In 2005-06, the number was 465, rising in 2006-07 to 502 and rising again slightly in 2007-08 to 507.

For individual communities in Dundee, the numbers read :

West End ( Westend, Logie and Blackness, Perth Road, Balgay ) 198

Broughty Ferry ( Broughty Ferry West , Broughty Ferry East, West Ferry, Barnhill ) 245

Lochee ( Lochee, Menzieshill, Charleston ) 163

Kirkton, Downfield Ardler and St. Mary’s ( Kirkton, Ardler Downfield and St. Mary’s ) 130

Hilltown ( Hilltown ) 74

Douglas ( Douglas) 86

Whitfield ( Whitfield) 22

Fintry ( Fintry ) 41

Ms. Glen contacted NHS Tayside after a Parliamentary question revealed that the three Community Health Partnerships (CHPs) in Tayside – Dundee , Perth and Kinross, and Angus did not have a combined falls prevention and bone health strategy in place, but “were developing a strategy”

In reply, NHS Tayside Chair, Sandy Watson, said that a review of its draft strategy should be completed by the end of this month.

He told Ms. Glen,

” Each Community Health Partnership has ” a nominated lead for falls prevention and an associated action plan”

“Perth and Kinross CHP has a designated Falls Co-ordinator, ” he told Ms. Glen “Angus and Dundee CHPs have multidisciplinary /multiagency groups leading on the falls prevention work.

“A Tayside-wide group have developed a draft document but are currently reviewing this to define specific commissioning statements and associated action plans.

“This should be completed by the end of November 2009”

Ms. Glen said,

“The Falls Prevention and Bone Strategy seeks to reintegrate back into the community elderly people who have fallen and to minimise the occurence of further falls through exercise and improvements in bone health.”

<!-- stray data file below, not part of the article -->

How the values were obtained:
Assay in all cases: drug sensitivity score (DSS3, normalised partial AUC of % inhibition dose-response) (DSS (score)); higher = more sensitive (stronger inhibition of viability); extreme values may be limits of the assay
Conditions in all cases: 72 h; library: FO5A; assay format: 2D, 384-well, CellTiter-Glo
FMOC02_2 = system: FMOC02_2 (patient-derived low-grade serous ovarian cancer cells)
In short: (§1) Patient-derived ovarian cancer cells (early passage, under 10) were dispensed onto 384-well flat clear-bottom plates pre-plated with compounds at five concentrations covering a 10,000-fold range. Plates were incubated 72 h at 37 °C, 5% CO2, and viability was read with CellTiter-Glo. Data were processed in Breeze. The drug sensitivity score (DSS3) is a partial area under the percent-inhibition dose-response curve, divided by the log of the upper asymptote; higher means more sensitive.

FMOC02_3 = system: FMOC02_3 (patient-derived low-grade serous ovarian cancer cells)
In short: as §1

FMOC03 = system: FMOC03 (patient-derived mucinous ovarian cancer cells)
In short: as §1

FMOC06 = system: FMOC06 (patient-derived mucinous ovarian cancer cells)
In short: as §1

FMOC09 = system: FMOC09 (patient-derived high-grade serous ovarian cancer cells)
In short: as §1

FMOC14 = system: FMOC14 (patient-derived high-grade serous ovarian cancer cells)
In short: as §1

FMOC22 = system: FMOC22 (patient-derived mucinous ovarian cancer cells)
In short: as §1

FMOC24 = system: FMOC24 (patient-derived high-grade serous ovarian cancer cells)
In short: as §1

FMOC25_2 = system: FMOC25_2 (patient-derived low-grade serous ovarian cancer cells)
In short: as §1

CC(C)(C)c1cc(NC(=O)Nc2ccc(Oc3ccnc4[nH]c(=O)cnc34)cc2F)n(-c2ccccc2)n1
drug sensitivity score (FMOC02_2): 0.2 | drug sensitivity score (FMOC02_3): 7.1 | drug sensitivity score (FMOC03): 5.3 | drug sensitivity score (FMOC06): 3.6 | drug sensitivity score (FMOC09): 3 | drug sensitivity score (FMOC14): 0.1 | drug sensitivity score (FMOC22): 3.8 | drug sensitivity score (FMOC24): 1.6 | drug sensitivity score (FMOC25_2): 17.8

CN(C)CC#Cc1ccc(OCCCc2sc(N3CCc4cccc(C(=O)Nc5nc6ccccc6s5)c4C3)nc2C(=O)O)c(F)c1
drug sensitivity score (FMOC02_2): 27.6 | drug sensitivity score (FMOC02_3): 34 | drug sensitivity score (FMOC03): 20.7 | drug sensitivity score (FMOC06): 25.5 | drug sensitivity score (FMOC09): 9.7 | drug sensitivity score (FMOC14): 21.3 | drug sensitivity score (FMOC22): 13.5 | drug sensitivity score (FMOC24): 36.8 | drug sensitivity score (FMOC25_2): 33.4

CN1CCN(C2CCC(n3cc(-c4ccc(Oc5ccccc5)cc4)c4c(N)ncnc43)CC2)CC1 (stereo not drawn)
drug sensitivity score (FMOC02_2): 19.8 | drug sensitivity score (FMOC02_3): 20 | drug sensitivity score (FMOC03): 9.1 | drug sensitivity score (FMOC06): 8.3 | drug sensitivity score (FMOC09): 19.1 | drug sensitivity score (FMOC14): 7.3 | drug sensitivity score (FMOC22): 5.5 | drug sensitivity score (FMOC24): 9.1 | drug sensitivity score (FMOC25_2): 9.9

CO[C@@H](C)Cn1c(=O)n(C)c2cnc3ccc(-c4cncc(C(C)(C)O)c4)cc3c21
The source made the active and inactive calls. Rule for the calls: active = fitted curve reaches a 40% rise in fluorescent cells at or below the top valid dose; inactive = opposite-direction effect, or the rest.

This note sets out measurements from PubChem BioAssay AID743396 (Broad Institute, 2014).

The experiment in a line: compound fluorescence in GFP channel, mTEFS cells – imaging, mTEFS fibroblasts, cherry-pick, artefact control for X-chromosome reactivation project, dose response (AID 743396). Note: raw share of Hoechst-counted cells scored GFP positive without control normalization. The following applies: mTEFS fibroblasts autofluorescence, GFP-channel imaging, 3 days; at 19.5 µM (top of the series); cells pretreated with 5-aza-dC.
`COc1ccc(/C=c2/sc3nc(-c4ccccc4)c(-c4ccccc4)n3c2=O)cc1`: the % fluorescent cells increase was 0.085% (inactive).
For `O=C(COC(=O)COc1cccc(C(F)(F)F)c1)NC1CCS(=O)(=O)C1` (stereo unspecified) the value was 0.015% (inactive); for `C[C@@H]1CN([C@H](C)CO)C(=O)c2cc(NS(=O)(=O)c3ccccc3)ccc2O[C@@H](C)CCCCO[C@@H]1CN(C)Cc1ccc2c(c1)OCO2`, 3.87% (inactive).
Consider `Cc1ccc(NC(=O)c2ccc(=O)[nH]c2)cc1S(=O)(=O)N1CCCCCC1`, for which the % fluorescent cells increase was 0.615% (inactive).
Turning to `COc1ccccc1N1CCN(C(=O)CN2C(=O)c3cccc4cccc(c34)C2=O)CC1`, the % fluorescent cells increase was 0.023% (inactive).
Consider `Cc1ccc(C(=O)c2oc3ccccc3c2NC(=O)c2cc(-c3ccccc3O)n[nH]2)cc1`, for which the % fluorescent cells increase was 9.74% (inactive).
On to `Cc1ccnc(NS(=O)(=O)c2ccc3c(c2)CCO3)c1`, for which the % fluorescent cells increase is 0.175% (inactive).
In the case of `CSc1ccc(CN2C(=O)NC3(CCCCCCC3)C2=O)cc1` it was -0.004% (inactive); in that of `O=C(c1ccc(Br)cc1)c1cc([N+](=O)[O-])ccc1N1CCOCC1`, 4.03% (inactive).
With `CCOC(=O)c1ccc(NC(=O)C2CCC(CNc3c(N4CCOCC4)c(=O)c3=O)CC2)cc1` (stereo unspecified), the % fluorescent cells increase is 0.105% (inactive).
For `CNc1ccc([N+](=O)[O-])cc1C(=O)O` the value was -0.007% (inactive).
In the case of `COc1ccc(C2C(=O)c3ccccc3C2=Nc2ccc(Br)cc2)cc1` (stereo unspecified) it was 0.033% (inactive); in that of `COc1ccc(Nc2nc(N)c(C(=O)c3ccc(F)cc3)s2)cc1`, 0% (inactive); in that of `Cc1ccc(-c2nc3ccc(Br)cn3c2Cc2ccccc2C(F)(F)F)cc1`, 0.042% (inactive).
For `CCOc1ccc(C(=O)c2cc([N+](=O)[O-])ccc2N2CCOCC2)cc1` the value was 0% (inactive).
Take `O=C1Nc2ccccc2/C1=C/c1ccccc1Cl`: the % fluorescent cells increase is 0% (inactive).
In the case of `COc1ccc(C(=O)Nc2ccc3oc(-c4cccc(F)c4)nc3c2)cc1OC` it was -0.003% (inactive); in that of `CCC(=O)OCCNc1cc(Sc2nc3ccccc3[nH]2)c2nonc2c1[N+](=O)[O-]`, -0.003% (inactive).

“Falls in the home, resulting from factors such as poorer vision, lesser mobility and conditions such as osteoporosis, can contribute to injuries that might have been prevented.

“Elderly people can suffer consequences that are both physical such as fractures and hypothermia, and psychological , such as loss of dignity and independence.”

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C difficile : Marlyn Glen responds to Health Secretary Nicola Sturgeon’s statement that 5 points of the 15 point Pennington Plan to tackle the infection

16 November 2009

In response, Marlyn Glen said,

” The question for the Scottish Government is what priority is it giving to the other points in the plan and how much progress has been made.

“For example the Scottish Government wants to reduce C difficile by ‘at least 30 per cent by 2011’

“This is nothing like as precise and demanding as the Pennington plan which says it wants the rate cut by 50 per cent.

” We are all, like the Health Secretary, in favour of ‘Zero tolerance on hand hygiene’

” The question arises, “Are the available resources sufficient to ensure that this is achieved and maintained?”

” We welcome the ‘increased funding provided to tackle HAI up from £15 million to £54 million over three years’ but how does £54 million spread over 3 years compare with how much other health services are spending to tackle healthcare acquired infection.

“For example, in England the NHS is to spend £270 million a year by 2011 on tackling health care acquired infections.”

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Ninewells C difficile outbreak : MSP seeks Scottish Government financial support assurance

11 November 2009

Marlyn Glen has written to NHS Tayside asking how its resources as a health board and those at Ninewells compare with those set out in the 15-point plan put forward by the leading microbiologist , Professor Hugh Pennington, to combat C difficile and other hospital bugs..

Ms. Glen said that she wants an assurance from Health Secretary Nicola Sturgeon that “NHS Tayside and Ninewells will receive the resources that they need to control the spread of C difficile and other hospital acquired infections.” based upon the “full implementation” of the recommendations of Professor Pennington’s plan.

Ms. Glen said,

“This comprehensive plan details the strategic approach to be taken in the drive against healthcare associated infections effectively and to reduce the incidence of C difficile cases by 50 per cent by March 2011.

” Its full implementation would set rigorous standards in infection prevention and control that would mean cleaner and safer wards.”

The plan’s recommendations include :